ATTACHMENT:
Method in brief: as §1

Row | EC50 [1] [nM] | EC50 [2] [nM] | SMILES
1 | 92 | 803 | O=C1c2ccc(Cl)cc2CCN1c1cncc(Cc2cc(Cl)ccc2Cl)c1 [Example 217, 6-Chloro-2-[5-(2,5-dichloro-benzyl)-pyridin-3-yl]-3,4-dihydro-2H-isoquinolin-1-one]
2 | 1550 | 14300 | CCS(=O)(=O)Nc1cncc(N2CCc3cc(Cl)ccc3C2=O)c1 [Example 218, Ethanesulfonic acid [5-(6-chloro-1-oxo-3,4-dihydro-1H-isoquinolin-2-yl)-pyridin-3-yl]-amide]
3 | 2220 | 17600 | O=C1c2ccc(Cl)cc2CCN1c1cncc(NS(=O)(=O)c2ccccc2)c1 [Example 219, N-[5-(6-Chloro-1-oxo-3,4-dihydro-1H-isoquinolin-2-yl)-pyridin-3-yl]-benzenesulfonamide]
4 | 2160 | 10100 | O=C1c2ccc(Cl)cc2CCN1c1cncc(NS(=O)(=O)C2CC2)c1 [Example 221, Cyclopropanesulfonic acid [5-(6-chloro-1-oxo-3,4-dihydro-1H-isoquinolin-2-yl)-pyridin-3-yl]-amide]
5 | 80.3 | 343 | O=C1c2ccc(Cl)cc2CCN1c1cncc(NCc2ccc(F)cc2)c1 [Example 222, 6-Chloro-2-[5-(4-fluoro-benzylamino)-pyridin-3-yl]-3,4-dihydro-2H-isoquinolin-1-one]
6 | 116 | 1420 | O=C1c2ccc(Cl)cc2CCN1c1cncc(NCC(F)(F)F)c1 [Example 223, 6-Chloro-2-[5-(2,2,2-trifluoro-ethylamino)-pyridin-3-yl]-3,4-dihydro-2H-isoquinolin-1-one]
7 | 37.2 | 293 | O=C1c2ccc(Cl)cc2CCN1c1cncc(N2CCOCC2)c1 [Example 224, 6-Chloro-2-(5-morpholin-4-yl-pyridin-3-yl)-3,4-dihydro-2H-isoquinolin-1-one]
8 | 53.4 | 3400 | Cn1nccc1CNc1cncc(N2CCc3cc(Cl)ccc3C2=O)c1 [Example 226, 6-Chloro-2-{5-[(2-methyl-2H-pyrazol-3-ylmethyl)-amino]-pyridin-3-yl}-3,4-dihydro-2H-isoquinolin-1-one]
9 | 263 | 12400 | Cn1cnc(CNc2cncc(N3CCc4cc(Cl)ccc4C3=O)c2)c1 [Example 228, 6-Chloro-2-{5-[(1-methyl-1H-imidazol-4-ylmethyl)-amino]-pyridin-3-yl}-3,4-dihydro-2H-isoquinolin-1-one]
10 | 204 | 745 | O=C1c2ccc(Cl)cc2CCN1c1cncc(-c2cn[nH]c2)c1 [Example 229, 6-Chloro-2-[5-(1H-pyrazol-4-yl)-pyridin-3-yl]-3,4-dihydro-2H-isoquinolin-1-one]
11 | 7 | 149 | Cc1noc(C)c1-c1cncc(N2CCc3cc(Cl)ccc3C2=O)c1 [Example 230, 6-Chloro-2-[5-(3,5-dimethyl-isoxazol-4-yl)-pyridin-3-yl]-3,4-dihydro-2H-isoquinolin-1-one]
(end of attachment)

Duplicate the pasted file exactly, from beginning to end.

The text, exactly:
Method in brief: as §1

Row | EC50 [1] [nM] | EC50 [2] [nM] | SMILES
1 | 92 | 803 | O=C1c2ccc(Cl)cc2CCN1c1cncc(Cc2cc(Cl)ccc2Cl)c1 [Example 217, 6-Chloro-2-[5-(2,5-dichloro-benzyl)-pyridin-3-yl]-3,4-dihydro-2H-isoquinolin-1-one]
2 | 1550 | 14300 | CCS(=O)(=O)Nc1cncc(N2CCc3cc(Cl)ccc3C2=O)c1 [Example 218, Ethanesulfonic acid [5-(6-chloro-1-oxo-3,4-dihydro-1H-isoquinolin-2-yl)-pyridin-3-yl]-amide]
3 | 2220 | 17600 | O=C1c2ccc(Cl)cc2CCN1c1cncc(NS(=O)(=O)c2ccccc2)c1 [Example 219, N-[5-(6-Chloro-1-oxo-3,4-dihydro-1H-isoquinolin-2-yl)-pyridin-3-yl]-benzenesulfonamide]
4 | 2160 | 10100 | O=C1c2ccc(Cl)cc2CCN1c1cncc(NS(=O)(=O)C2CC2)c1 [Example 221, Cyclopropanesulfonic acid [5-(6-chloro-1-oxo-3,4-dihydro-1H-isoquinolin-2-yl)-pyridin-3-yl]-amide]
5 | 80.3 | 343 | O=C1c2ccc(Cl)cc2CCN1c1cncc(NCc2ccc(F)cc2)c1 [Example 222, 6-Chloro-2-[5-(4-fluoro-benzylamino)-pyridin-3-yl]-3,4-dihydro-2H-isoquinolin-1-one]
6 | 116 | 1420 | O=C1c2ccc(Cl)cc2CCN1c1cncc(NCC(F)(F)F)c1 [Example 223, 6-Chloro-2-[5-(2,2,2-trifluoro-ethylamino)-pyridin-3-yl]-3,4-dihydro-2H-isoquinolin-1-one]
7 | 37.2 | 293 | O=C1c2ccc(Cl)cc2CCN1c1cncc(N2CCOCC2)c1 [Example 224, 6-Chloro-2-(5-morpholin-4-yl-pyridin-3-yl)-3,4-dihydro-2H-isoquinolin-1-one]
8 | 53.4 | 3400 | Cn1nccc1CNc1cncc(N2CCc3cc(Cl)ccc3C2=O)c1 [Example 226, 6-Chloro-2-{5-[(2-methyl-2H-pyrazol-3-ylmethyl)-amino]-pyridin-3-yl}-3,4-dihydro-2H-isoquinolin-1-one]
9 | 263 | 12400 | Cn1cnc(CNc2cncc(N3CCc4cc(Cl)ccc4C3=O)c2)c1 [Example 228, 6-Chloro-2-{5-[(1-methyl-1H-imidazol-4-ylmethyl)-amino]-pyridin-3-yl}-3,4-dihydro-2H-isoquinolin-1-one]
10 | 204 | 745 | O=C1c2ccc(Cl)cc2CCN1c1cncc(-c2cn[nH]c2)c1 [Example 229, 6-Chloro-2-[5-(1H-pyrazol-4-yl)-pyridin-3-yl]-3,4-dihydro-2H-isoquinolin-1-one]
11 | 7 | 149 | Cc1noc(C)c1-c1cncc(N2CCc3cc(Cl)ccc3C2=O)c1 [Example 230, 6-Chloro-2-[5-(3,5-dimethyl-isoxazol-4-yl)-pyridin-3-yl]-3,4-dihydro-2H-isoquinolin-1-one]